The proposed rule would require mine operators to maintain miners’ Permissible Exposure Limit to respirable crystalline silica at or below 50 micrograms per cubic meter of air for a full shift exposure, calculated as an 8-hour time weighted average. If a miner’s exposure exceeds the limit, the proposed rule would require operators to take immediate corrective actions to come into compliance.

“The purpose of this proposed rule is simple: prevent more miners from suffering from debilitating and deadly occupational illnesses by reducing their exposure to silica dust. Silica overexposures have a real-life impact on a miner’s health,” explained Assistant Secretary for Mine Safety and Health Chris Williamson. “Miners like a crusher operator at a California sand and gravel mine or a roof bolter in a West Virginia coal mine should never be forced to choose between preserving their health and providing for themselves and their families. This proposed rule furthers the Mine Act’s clear instruction to prioritize miners’ health.”

In addition to reducing the existing exposure limit, the proposal also includes other requirements to protect miners’ health — such as exposure sampling — and medical surveillance at no cost for metal and nonmetal miners. It would also replace existing outdated requirements for respiratory protection with a standard that reflects the latest advances in respiratory protection technologies and practices.

Following the proposed rule’s publication in the Federal Register, MSHA will welcome public comments and announce dates for upcoming public hearings in Arlington, Virginia, and Denver, Colorado. The hearings will be open for in-person or online participation.


McCraren Compliance offers many opportunities in safety training to help circumvent accidents. Please take a moment to visit our calendar of classes to see what we can do to help your safety measures from training to consulting.

MSHA administrator to miners and operators: Be proactive on preventing silica exposure

First published by Safety+Health an NSC publication

Christopher-Williamson.jpg

Photo: US Department of Labor

Arlington, VA — As the Mine Safety and Health Administration works toward publishing a proposed rule on respirable crystalline silica, agency administrator Chris Williamson is encouraging mine workers and operators to “take proactive measures” to assess silica-related health hazards.

The Department of Labor’s Spring 2022 regulatory agenda, published June 21, shows MSHA’s intent to publish a notice of proposed rulemaking on silica in September. Speaking during a June 28 conference call for industry stakeholders, Williamson called for forward-thinking and action within the mining community in the interim.

OSHA estimates that 2.3 million workers are exposed to silica dust annually. Workers can inhale silica dust during mining and other operations, including cutting, sawing, drilling or crushing materials such as rock and stone. Crystalline silica can damage lung tissue and lead to lung disease, coal workers’ pneumoconiosis, chronic obstructive pulmonary disease or incurable silicosis.

“When miners are repeatedly overexposed to silica levels that are unhealthy, that’s how you develop these diseases,” Williamson said. “Once a miner develops a form of pneumoconiosis, outside of getting a lung transplant, there’s no fix for that. It’s a progressive illness.”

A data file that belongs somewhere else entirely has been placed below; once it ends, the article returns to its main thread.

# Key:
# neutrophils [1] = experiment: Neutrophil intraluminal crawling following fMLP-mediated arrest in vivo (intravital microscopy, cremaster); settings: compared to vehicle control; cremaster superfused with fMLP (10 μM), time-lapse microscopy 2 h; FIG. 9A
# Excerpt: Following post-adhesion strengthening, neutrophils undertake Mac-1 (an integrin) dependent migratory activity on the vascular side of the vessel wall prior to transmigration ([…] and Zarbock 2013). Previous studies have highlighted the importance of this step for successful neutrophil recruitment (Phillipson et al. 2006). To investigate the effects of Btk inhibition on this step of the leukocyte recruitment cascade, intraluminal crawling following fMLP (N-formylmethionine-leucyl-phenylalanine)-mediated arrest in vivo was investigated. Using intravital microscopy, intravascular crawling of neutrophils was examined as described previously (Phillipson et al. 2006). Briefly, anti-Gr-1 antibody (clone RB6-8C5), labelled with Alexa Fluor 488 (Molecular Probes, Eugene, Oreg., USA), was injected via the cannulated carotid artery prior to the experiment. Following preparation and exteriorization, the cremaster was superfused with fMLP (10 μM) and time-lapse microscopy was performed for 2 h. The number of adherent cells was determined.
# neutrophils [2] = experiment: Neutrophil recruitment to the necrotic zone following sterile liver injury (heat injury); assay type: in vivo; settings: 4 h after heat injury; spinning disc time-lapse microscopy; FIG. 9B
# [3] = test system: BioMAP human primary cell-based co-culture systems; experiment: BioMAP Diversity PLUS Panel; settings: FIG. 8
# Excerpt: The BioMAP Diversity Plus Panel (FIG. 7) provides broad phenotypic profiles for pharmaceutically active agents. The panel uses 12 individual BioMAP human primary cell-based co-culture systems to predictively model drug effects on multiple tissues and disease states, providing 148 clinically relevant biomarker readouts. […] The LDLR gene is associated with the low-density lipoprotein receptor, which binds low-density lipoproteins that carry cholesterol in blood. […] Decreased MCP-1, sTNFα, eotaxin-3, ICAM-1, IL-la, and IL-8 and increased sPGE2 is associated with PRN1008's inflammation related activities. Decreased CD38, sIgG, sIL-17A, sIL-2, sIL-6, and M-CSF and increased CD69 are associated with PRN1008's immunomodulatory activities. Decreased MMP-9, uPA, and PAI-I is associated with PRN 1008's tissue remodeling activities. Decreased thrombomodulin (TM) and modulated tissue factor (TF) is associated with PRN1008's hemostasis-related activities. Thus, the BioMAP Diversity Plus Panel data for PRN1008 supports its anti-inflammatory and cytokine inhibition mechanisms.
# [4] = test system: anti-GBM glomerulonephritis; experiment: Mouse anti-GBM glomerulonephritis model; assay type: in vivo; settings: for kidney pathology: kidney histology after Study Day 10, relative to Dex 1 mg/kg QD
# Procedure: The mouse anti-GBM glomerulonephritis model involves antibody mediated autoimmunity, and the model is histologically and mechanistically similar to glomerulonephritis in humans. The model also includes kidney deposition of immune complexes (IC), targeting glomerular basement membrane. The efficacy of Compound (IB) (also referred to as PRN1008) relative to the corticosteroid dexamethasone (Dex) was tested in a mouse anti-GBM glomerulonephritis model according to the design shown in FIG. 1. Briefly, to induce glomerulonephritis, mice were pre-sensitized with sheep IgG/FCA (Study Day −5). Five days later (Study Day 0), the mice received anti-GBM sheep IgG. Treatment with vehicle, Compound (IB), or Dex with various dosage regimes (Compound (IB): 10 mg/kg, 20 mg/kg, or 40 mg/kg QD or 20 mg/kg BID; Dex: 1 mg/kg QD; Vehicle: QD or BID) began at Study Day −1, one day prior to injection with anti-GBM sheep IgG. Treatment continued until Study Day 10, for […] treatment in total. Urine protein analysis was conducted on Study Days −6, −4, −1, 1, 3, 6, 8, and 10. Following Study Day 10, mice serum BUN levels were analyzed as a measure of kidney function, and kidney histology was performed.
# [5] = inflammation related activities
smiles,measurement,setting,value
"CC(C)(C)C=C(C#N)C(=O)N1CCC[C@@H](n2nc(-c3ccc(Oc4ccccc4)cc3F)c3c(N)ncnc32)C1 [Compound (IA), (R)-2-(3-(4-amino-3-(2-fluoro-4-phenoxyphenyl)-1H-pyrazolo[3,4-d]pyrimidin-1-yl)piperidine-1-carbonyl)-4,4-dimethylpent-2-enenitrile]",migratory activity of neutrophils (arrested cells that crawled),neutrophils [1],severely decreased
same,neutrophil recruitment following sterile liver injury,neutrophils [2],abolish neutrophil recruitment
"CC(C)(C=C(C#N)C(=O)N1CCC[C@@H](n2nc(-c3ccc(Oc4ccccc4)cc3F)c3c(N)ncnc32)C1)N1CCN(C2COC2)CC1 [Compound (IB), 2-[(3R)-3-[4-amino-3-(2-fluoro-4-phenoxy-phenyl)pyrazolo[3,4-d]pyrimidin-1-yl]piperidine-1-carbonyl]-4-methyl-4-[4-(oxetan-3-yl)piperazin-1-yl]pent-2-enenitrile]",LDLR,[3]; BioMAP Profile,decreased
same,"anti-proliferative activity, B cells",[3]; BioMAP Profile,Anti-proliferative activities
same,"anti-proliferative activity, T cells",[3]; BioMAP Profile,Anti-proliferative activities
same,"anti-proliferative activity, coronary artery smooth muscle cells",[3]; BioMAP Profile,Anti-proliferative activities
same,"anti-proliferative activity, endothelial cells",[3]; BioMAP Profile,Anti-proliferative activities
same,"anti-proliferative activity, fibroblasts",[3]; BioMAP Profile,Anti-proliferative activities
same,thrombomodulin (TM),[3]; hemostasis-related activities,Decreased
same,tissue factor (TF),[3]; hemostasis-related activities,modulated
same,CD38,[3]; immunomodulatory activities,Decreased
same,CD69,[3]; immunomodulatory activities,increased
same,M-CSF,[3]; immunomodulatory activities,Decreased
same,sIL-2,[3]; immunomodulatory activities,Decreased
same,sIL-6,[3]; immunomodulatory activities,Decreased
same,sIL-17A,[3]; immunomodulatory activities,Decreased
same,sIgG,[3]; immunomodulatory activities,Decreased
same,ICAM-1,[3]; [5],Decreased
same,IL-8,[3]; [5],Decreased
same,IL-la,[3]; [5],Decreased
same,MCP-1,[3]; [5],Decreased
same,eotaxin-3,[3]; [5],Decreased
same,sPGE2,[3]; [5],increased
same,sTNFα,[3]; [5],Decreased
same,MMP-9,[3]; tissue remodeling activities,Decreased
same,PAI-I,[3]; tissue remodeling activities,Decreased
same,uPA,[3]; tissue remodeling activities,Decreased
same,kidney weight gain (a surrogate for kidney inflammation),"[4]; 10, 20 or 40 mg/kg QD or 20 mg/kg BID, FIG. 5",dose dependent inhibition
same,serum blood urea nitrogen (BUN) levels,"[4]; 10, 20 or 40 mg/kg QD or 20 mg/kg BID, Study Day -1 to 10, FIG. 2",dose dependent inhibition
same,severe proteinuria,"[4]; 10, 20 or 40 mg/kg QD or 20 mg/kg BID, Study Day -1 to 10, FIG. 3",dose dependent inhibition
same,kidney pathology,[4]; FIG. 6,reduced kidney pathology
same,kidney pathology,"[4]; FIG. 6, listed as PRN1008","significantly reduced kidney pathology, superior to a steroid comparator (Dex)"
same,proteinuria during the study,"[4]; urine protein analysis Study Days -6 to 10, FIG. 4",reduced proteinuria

In June, MSHA launched an enforcement initiative intended to increase protections against respirable crystalline silica. Measures include conducting spot inspections at coal and nonmetal mines “with a history of repeated silica overexposures,” expanding sampling at mines, and offering compliance assistance to mine operators.

MSHA Deputy Assistant Secretary for Operations Patricia Silvey said during the call that the enforcement initiative is “not meant to be, ‘Gotcha!’”

“It’s not meant to be punitive,” she continued. “It’s really meant to be proactive and remedial, and try to get corrective action … before we even show up.”

A fatality number that ‘really jumps out’

MSHA reported that eight of the 15 fatal on-the-job injuries among miners to date this year have involved workers with one year or less of experience at the mine.

“Whenever we see a number like this, it really jumps out at us and we really want to make sure that training is what it needs to be,” Marcus Smith, chief of MSHA’s Accident Investigations Division, said during the call.

Agency officials discussed several related best practices, including training personnel to:

  • Perform tasks safely and recognize potential hazards.
  • Recognize hazardous highwall conditions.
  • Recognize fall hazards and use fall protection when they exist.
  • Identify hazardous roof and rib conditions.

McCraren Compliance offers many opportunities in safety training to help circumvent accidents. Please take a moment to visit our calendar of classes to see what we can do to help your safety measures from training to consulting.

New OSHA directive details enforcement of silica standards

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Image: simazoran/iStockphoto

Washington — Seeking “uniformity” in the enforcement of its silica standards, OSHA has published an instructional directive for its compliance safety and health officers.

Dated June 25, the directive outlines inspection procedures for addressing respirable crystalline silica exposures in general industry, maritime and construction. The directive guides OSHA inspectors on the enforcement of the silica standards’ requirements, which include:

  • Methods of compliance
  • Exposure assessments
  • Table 1 tasks and specified exposure control methods
  • Housekeeping
  • Communication of hazards
  • Respiratory protection
  • Regulated areas
  • Recordkeeping
  • Employee information and training
  • Medical surveillance

“The directive also provides clarity on major topics, such as alternative exposure control methods when a construction employer does not fully and properly implement Table 1, variability in sampling, multiemployer situations, and temporary workers,” a June 26 agency press release states.

The standards call for a permissible exposure limit of 50 micrograms per cubic meter of air over an 8-hour time-weighted average. As of June 23, general industry and maritime employers must offer medical surveillance to all employees who are exposed to the silica standard’s “action level” of 25 micrograms per cubic meter for 30 or more days a year.

Hydraulic fracturing operations in the oil and gas industry have until June 23, 2021, to comply with OSHA requirements for the standard’s engineering controls.